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Law is Clear: St. John's Tower Must Rise Again

Drawing by Lawrence McIntyre from the book "Designated Landmarks of the Niagara Frontier," shows significance of recently destroyed tower of St. John the Baptist Church to overall composition of building
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Condition of tower, with temporary shoring, after an illegal attempt by owner to remove it was stopped by The Campaign for Greater Buffalo. Owner intent was to leave only bottom tier of tower.


2007 photo shows glazed terra cotta ornament on stone or cast stone plinths on either side of entrance have been removed, and the plinths capped with copper.

It remains unclear who funded or directed the illegal destruction of the character-defining tower of the former St. John the Baptist Church, a brick-and-terra-cotta masterpiece by architects Oakley and Schallmo. Completed in 1927,  it has long been a designated City of Buffalo historic landmark. Its dismantlement became public knowledge when Campaign for Greater Buffalo Executive Director Tim Tielman drove by the site on Tuesday night.  It is clear, however, that the Preservation Board must follow legal directives from New York State and insist that the tower be rebuilt (it next meets on Thursday, October 15), and Mayor Byron Brown must back up the Preservation Board's resolve through enforcement actions of the Department of Permit and Inspection Services. North Gate, an evangelical organization that has now badged the property with its banners, must take moral ownership of its lapse and fund the reconstruction. Legal enforcement of proper civic conduct is the burden of the Preservation Board and the Department of Inspections and Permit Services.

The money to fix the tower must be prioritized. A lot of money is being spent around the complex by North Gate. The religious organizations involved—North Gate is partnering with RiverRock Church and another organization— will claim they didn't have the money to preserve the tower, so they certainly would not have the money to rebuild it. But a religious organization's financial books are, uniquely, closed to all. So the public is left to trust organizations whose supervisor on the site claimed ignorance of the need to get asbestos surveys and permits, demolition permits, and Preservation Board review.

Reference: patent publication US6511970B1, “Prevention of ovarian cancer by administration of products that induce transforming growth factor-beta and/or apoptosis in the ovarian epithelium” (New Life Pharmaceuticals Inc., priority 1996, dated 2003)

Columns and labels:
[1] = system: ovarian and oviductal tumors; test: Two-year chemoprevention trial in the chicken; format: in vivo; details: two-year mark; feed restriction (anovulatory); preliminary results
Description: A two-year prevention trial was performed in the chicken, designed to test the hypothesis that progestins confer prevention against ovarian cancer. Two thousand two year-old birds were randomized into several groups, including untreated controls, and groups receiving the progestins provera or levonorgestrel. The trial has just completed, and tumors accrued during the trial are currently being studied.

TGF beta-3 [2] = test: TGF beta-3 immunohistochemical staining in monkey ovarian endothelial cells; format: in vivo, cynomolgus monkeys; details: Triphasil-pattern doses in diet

On the preservation side, the rules for preservation of historic structures are clear, and New York State law mandates that localities adhere to the standards.  They are issued by the Secretary of the Interior and are embodied in the New York State  standards and the the City of Buffalo standards for local landmarks. The very first piece of guidance in the entire corpus of preservation law is  "identifying, retaining, and preserving  character-defining features." The tower is obviously character-defining. The upper part of the tower (and decorative terra cotta ornaments formerly on the front wall of the church) is dismantled, but the historic materials are still on site. There they must remain until they can be used to reassemble the tower. Preservation Board Chair Gwen Howard arrived on site Wednesday morning and was emphatic with representatives of NorthGate, and evangelical organization that was overseeing the work, that plans must be submitted to the Preservation Board before any work could be approved.

On the City side, Commissioner James Comerford, upon being informed of the situation Tuesday night, immediately confirmed that no permits—demolition- or asbestos-related— had been requested or issued, and dispatched an inspector that night. On Wednesday morning shortly after 7:00AM, when notified by Tim Tielman of The Campaign for Greater Buffalo that workmen were on site and preparing to continue the dismantlement, again dispatched an inspector who stopped work upon arrival, and was to issue a written stop work order that day. No work may proceed without Preservation Board review and approval. The Board next meets (remotely) on Thursday October 15.